The Department of Economic Development (DED) in its biggest crackdown to date on counterfeiting has confiscated electronic appliances worth around four million dirhams from a warehouse in Al Aweer area of Dubai.

The warehouse, tracked and raided by officials from the Commercial Compliance and Consumer Protection (CCCP) division of DED, had stored over 26,000 duplicates of popular electronic brands including LG, Panasonic, Sony, Sharp and Hitachi. The duplicates were carefully packaged to avoid suspicion and even had warranty labels of leading distributors in the region.

Khalid Ali Al Youha, Acting Manager of CCCP’s Intellectual Property Rights Protection Unit said the confiscation marks a major episode in the efforts to protect trademarks and consumer rights in Dubai.

“Dubai being a major logistics hub and retail destination we maintain extreme vigil against counterfeiting and trademark infringement. The Commercial Compliance and Consumer Protection division conducts regular market inspections and also acts on complaints received, to avoid Dubai being used as a conduit to sell or distribute counterfeit goods,” added Al Youha.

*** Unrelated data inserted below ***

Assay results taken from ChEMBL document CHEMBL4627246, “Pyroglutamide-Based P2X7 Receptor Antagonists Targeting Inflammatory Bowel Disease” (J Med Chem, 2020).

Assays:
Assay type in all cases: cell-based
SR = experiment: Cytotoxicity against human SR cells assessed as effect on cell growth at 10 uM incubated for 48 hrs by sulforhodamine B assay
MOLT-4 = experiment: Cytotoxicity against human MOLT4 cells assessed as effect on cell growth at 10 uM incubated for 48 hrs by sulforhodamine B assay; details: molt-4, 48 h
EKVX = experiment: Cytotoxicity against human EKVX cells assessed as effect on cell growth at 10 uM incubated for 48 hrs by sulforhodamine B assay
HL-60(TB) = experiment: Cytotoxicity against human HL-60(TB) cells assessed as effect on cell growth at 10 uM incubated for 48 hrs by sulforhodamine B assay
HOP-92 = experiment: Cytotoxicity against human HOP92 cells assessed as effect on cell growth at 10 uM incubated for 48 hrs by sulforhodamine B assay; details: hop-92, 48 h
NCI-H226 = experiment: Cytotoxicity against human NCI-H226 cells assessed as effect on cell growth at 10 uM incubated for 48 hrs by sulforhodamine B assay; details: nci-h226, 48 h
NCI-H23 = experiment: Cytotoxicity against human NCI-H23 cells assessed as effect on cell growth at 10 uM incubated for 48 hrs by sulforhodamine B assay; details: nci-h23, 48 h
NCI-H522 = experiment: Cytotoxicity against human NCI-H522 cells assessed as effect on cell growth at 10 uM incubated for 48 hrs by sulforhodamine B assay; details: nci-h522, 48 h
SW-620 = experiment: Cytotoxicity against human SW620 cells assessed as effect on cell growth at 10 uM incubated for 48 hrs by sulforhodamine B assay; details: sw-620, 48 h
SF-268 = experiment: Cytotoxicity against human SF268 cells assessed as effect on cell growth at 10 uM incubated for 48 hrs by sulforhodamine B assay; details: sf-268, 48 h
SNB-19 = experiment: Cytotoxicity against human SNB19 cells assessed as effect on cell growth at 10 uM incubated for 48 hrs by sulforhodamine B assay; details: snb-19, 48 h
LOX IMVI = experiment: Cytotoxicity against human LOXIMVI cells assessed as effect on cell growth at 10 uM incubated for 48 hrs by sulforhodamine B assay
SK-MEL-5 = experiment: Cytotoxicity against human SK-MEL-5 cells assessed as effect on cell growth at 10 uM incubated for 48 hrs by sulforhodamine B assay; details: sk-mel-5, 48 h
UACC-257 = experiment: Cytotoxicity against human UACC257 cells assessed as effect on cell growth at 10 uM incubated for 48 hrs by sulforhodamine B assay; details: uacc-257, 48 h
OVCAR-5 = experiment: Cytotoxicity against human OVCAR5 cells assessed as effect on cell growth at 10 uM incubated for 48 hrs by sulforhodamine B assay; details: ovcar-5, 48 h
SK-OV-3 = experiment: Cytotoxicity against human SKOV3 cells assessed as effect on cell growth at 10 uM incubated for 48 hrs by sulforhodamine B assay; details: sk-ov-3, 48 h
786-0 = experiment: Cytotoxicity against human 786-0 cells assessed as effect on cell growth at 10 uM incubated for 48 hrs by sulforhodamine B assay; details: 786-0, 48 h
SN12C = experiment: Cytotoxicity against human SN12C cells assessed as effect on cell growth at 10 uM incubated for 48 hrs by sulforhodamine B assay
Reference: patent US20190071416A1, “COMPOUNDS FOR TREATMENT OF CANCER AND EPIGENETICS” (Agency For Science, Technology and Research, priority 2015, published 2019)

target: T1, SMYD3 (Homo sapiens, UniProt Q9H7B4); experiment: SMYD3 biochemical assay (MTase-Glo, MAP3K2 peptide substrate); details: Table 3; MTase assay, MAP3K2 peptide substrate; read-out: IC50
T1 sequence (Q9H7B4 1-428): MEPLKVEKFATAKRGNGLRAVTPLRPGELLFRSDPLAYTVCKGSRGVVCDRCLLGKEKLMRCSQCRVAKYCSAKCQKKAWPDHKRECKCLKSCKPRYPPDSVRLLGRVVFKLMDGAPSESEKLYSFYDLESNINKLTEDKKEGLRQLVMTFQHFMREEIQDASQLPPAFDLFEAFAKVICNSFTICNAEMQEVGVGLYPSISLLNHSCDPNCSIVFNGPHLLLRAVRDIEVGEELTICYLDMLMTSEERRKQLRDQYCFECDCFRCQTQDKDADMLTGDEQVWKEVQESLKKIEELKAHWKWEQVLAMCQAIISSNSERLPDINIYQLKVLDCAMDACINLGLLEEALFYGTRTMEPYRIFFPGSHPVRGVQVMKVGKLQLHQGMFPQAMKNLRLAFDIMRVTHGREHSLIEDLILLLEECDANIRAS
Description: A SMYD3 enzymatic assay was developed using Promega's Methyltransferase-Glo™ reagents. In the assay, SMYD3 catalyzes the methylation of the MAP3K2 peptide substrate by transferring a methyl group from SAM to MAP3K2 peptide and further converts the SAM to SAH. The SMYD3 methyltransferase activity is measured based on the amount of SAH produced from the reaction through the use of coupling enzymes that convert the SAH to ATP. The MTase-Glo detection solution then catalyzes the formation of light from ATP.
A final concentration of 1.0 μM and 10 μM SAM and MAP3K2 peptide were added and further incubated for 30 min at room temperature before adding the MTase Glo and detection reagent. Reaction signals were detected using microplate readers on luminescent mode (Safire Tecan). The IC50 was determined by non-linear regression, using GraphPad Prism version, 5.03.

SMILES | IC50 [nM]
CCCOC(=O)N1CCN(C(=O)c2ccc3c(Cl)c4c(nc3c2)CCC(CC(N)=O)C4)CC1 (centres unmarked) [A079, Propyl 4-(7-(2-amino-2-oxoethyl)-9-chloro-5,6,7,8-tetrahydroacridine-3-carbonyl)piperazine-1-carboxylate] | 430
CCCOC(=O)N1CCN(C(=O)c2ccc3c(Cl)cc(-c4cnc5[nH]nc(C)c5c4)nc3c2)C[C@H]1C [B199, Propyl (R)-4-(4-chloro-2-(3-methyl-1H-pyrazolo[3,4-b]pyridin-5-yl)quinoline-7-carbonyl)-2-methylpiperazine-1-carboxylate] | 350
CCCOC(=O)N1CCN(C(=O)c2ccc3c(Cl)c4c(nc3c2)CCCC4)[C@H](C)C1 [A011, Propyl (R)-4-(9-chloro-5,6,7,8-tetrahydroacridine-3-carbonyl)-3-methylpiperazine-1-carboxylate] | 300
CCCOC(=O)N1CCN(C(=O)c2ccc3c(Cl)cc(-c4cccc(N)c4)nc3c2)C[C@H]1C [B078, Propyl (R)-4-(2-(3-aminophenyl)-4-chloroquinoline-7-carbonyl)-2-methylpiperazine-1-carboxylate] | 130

The goods seized from Al Aweer weighed 120 tonnes in total and included 5,300 television sets, 7,000 DVD players and various other devices including stereo sets, pressing irons and vacuum cleaners. Nearly 60 people were found working in the warehouse.

Al Youha said the confiscated goods will be destroyed and that the owner of the goods will have to pay a fine of AED 30,000, the maximum penalty for trademark infringement.

“Trademark infringement violates intellectual property rights and Dubai is determined to curb such practices. Counterfeiting corrupts the market, kills innovation and denies a consumer his right to quality and information. Full support and co-operation from traders and consumers will help DED protect trademarks and maintain healthy relations in the retail market” Al Youha said.

Complaints against trademark infringement should be submitted to the Commercial Compliance and Commercial Protection division at DED along with an official complaint letter, copy of the trademark registration, a written authorisation to proceed with the complaint, list of the people or companies alleged to be the offenders, original product sample, sample of the fake product and a list of the similarities and differences between the original and fake product.

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